Both therapies were delivered in group format for 2 hours per week over an 8-week period.
In the comparison trial, the MBSR group were offered an optional 6-hour retreat. In another mind–body program, the 8-week group MBSR program was followed by six monthly sessions.
Participants in both types of therapy were also given workbooks, audio CDs and instructions for home practice (meditation, body scan, yoga in MBSR, relaxation, and imagery in CBT).
Between sessions, participants were asked to read chapters of Turk DW and Winter F, The pain survival guide: How to reclaim your life (see Consumer resources).
The MBSR program does not focus specifically on any condition (such as pain).
The trial program was adapted from Blacker M, Meleo-Meyer F, Kabat-Zinn J, Santorelli SF. Stress reduction clinic mindfulness-based stress reduction (MBSR) curriculum guide (2009) which is modelled on the original MBSR program (Kabat-Zinn J. Full catastrophe living: Using the wisdom of your body and mind to face stress, pain, and Illness, 2005). (See References)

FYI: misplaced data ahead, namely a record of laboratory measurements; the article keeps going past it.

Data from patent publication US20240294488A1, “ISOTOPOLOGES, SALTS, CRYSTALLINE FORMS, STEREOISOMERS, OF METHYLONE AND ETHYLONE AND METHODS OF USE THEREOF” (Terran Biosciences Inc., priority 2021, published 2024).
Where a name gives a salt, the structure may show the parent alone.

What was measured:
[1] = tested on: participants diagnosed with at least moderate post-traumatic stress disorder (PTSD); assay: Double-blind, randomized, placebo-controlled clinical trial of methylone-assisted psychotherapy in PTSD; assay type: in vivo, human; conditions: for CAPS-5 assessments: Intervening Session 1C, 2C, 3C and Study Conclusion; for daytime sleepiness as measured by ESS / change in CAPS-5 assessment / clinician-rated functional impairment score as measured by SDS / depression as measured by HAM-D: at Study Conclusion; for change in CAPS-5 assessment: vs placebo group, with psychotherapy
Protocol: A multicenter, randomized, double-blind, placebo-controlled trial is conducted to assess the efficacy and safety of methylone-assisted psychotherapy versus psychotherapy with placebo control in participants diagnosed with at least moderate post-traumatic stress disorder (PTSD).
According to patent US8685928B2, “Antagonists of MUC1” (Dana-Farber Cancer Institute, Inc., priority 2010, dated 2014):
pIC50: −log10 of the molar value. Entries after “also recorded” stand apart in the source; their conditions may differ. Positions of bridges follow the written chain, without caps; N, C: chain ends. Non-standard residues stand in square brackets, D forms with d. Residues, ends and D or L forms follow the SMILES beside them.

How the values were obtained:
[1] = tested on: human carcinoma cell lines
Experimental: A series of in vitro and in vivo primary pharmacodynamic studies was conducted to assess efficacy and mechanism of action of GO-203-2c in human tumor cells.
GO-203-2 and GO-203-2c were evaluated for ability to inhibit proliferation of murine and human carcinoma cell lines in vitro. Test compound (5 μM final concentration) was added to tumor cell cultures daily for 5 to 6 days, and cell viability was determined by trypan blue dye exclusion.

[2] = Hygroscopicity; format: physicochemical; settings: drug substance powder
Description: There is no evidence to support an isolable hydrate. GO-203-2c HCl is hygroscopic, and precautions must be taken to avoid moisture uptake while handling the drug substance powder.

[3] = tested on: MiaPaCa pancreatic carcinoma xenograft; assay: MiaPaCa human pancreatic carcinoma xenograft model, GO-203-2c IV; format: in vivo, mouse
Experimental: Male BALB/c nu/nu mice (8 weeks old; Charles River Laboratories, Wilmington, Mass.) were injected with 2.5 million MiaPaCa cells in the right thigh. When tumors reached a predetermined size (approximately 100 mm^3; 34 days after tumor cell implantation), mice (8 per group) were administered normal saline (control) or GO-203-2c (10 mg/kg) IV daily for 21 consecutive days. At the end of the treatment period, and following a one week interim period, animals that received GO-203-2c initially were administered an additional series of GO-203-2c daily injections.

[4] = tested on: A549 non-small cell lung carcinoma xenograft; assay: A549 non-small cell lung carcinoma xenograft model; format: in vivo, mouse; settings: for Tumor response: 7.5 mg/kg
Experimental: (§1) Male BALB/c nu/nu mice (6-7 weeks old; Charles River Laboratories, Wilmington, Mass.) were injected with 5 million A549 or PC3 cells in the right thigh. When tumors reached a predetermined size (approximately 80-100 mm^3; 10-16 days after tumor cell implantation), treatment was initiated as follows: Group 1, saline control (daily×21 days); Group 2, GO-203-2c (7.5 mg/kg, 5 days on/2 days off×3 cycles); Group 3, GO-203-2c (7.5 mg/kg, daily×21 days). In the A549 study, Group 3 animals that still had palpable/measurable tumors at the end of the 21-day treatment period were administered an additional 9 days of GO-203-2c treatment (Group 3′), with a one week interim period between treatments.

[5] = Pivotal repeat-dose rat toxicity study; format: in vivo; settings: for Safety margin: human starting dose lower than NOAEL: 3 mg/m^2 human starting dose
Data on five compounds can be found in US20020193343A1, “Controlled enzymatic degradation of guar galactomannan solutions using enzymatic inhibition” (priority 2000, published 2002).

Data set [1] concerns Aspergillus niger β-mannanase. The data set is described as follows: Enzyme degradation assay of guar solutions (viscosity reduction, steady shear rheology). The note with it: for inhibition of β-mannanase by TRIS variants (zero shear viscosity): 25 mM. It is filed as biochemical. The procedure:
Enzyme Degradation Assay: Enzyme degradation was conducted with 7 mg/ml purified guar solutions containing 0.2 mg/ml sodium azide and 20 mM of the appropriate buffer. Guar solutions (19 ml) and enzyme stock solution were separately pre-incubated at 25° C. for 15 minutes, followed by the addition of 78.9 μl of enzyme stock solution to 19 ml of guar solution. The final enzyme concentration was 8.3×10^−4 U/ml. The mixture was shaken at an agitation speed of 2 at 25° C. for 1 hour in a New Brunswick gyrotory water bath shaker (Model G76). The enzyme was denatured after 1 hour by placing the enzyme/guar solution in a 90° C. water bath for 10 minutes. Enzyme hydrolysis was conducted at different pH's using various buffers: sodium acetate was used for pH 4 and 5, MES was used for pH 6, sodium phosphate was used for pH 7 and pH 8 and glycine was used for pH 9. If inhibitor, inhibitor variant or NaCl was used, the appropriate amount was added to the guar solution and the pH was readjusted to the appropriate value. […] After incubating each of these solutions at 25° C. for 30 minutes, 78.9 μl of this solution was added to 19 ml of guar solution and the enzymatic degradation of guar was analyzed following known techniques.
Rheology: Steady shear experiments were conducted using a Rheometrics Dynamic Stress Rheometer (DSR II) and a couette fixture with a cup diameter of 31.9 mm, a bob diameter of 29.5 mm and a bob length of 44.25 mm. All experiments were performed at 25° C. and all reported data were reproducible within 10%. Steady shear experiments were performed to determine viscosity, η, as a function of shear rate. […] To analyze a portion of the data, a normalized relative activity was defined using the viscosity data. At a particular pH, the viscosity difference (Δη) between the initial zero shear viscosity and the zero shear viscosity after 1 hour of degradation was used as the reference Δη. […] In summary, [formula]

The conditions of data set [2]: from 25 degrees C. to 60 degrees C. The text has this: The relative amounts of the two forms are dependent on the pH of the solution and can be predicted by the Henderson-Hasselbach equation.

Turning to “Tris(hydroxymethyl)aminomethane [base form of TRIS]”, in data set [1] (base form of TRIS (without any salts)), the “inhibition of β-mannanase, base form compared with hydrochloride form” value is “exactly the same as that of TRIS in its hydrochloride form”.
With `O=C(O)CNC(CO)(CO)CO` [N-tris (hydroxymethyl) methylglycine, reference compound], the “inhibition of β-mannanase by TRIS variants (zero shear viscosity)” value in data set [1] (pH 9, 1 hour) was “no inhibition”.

Each session included didactic content and mindfulness practice (body scan, yoga, and meditation – attention to thoughts emotions, and sensations in the present moment without trying to change them, sitting meditation with awareness of breathing, and walking meditation).
The CBT intervention included techniques most commonly applied and studied for chronic LBP.
The program included:
- psychoeducation about chronic pain, the relationships between thoughts and emotional and physical reactions, sleep hygiene, relapse prevention, and maintenance of gains
- instruction and practice in changing dysfunctional thoughts, setting and working toward behavioural goals, relaxation skills (abdominal breathing, progressive muscle relaxation, and guided imagery), activity pacing, and pain-coping strategies.